What’s Best: Learn about San Francisco Bay and Marin history along Sausalito’s working waterfront. Or take a hike to the upper Marin Headlands from a less used trailhead. This in the no-makup face of sexy Sausalito.
Parking: From Hwy. 101 take the Marin City-Sausalito exit.
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Head toward Sausalito on Bridgeway. For longer walk: Park near the houseboats on Gate 6 Road, which begins just south of the freeway on ramp. For shorter walk: Go toward Sausalito on Bridgeway and then turn left on Harbor Dr. From Harbor, make first right on Marinship Way and follow signs to Bay Model. For Alta Trail: From the Marin City exit on Highway 101, turn toward Marin City, and follow Donahue up through condos to road’s end. Agency: Marin County Open Space District; Sausalito Park & Recreation Department.
The Alta Trail begins high above Richardson Bay. You’ll have vistas of the Strawberry and Tiburon peninsulas. After about. 25-mile on an unmarked road, you get to an open space sign noting the Alta Trail. The trail undulates through eucalyptus and cypress. About a mile up, you reach the end of MCOSD and then beginning of GGNRA. Pets are prohibited beyond this point. Continuing south on the Alta Trail another. 5-mile, you come to the Rodeo Avenue; see TH18. You can go for another. 75-mile south on the Alta Trail coming to several trails that drop into the Marin Headlands at Fort Cronkhite.
Both walks take you through north Sausalito, former site of Marinship, which played a vital role in winning World War II in the Pacific. From 1942 through 1945 from three months after Pearl Harbor to the Japanese surrender shifts of 20, 000 men and women worked around the clock to build 93 ships in record time. These Liberty cargo ships and oil tankers supplied U.S. forces in the Pacific. Eight Marinship vessels were among the American Fleet gathered in Tokyo Bay to accept Japanese surrender on August 14, 1945. The monument commemorating this effort is at the Bay Model.
For the Longer Walk, head out Gate 6 Road, taking options to meander out on the docks of the houseboat community. The only conflict ever waged on Marin soil, or mudflats, took place here: the “Houseboat Wars” of the early 1970s. The County of Marin needed help from law enforcement over a period of many months during zoning squabbles with houseboat dwellers. The houseboats remain, now zoning compliant, but still a delightfully ragtag assemblage of structures on pilings sticking into Richardson Bay. Come back out Gate 6 Road, go south, and turn left on Gate 5 Road. Immediately tucked away on your left are more houseboats. Continue, on foot or by car, along Gate 5 Road, passing chandlers and warehouse work spaces. In less than. 5-mile you get to Harbor Road. Turn right and then left on Marinship Way. Follow signs another. 25-mile to the Bay Model.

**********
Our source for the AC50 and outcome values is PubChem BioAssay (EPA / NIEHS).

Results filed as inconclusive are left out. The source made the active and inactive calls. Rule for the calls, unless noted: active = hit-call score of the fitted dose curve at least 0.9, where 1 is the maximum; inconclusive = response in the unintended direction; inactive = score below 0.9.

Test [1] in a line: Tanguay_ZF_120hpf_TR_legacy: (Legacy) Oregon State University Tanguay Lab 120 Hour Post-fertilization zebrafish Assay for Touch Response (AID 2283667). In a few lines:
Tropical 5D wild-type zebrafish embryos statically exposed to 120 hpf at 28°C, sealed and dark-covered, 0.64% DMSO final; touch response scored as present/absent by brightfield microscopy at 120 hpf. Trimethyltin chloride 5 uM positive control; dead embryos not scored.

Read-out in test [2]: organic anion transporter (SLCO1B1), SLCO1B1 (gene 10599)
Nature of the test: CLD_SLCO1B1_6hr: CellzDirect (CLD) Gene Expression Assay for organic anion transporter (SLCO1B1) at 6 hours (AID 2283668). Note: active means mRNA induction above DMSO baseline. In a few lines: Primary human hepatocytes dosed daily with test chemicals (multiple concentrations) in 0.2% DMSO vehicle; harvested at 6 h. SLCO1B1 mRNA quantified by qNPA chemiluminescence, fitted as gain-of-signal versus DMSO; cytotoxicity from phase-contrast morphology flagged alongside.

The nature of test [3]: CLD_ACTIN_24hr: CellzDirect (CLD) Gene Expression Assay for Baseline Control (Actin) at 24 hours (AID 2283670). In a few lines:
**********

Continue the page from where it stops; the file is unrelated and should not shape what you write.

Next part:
The Shorter Stroll begins at the San Francisco Bay Model a threedimensional replica, 1,000 times smaller, of the greater San Francisco Bay. Covering some 1.5 acres, the model is carved out of 286 five-ton slabs of concrete. The waters in the model simulate tides, currents, and river action. Dozens of well-designed exhibits surround the Army Corps of Engineers indoor complex. Kids will be gaga, even if they don’t understand everything, and all visitors will receive a tour of the region in miniature. The Marinship exhibit and a blogstore are located in the building.
In front of the Bay Model is Marinship Park. Its long concrete pier is where Marinship vessels were outfitted. Now the pier is home to one or more large, vintage square-rigged ships that sail the coast to Seattle and the Pacific to Hawaii. Continue south, hugging the shoreside, and veer to your left along Liberty Ship Way toward the palm trees of Schoonmaker Point. The beach at Schoonmaker has kayak rentals for paddlers of Richardson Bay and Angel Island. Walk around Schoonmaker Point on a path, which brings you back out to Bridgeway at Dunphy Park. To head back, take the multi-use path that runs below the bulkhead of Bridgeway. Cross Bridgeway to Caledonia Street to visit the non-touristy neighborhood businesses of Sausalito.
Bike: Park at Gate 6 Road off Bridgeway. You can ride from here via a paved bike path through Bothin Marsh to Richardson Bayfront, TH21, where numerous cycling options are available. This parking is also good to head toward a town ride of Sausalito and on to Fort Baker and Golden Gate Bridge North. For a traffic-less route to Sausalito, turn left on Gate 5 Road and then right on Harbor. From Harbor, turn left on Marinship Way and follow to its end. A bike path runs below Bridgeway to Dunphy Park. From Dunphy Park you can hug the water through quiet streets and a wharf path to the center of Sausalito. From Alta Trail, as described in the hiking section, you can begin a fairly difficult 7-mile loop down to Tennessee Valley via the Old Marincello Road. This route is described in TH18, as it can also be accessed from the lower Rodeo Avenue trailhead. A great sight-seeing pedal is to board the ferry to San Francisco and ride back via The Embarcadero, Crissy Field and the bridge.